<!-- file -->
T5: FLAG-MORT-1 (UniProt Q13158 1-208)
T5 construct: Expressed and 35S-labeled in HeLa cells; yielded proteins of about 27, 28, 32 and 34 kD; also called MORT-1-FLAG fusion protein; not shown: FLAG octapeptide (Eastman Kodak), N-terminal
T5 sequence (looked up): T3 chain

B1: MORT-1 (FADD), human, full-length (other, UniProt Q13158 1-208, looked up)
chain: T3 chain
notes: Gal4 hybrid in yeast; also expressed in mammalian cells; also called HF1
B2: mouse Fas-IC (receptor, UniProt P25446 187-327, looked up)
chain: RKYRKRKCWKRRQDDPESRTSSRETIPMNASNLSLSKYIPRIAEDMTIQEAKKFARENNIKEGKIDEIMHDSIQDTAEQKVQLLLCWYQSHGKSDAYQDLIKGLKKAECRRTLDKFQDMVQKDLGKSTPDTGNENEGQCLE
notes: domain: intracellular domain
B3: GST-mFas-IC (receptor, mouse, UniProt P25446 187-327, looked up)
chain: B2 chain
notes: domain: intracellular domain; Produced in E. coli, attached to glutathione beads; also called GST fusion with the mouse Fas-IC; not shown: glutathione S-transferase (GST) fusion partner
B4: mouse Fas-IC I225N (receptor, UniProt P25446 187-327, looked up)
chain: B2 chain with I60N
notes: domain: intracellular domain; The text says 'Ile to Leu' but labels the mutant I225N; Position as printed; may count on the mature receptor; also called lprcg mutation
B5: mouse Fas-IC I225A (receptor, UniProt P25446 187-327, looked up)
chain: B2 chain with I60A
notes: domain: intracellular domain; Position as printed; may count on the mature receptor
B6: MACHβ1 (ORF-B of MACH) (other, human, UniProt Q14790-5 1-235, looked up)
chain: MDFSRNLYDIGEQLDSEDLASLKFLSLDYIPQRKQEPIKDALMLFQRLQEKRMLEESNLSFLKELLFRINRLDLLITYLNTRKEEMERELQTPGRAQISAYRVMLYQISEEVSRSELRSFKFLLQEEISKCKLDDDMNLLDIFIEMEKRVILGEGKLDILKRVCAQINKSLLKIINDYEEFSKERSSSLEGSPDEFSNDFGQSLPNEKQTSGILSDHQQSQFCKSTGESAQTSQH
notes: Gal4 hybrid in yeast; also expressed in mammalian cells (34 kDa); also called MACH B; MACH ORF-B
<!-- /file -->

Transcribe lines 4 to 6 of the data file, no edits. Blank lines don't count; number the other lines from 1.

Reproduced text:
B1: MORT-1 (FADD), human, full-length (other, UniProt Q13158 1-208, looked up)
chain: T3 chain
notes: Gal4 hybrid in yeast; also expressed in mammalian cells; also called HF1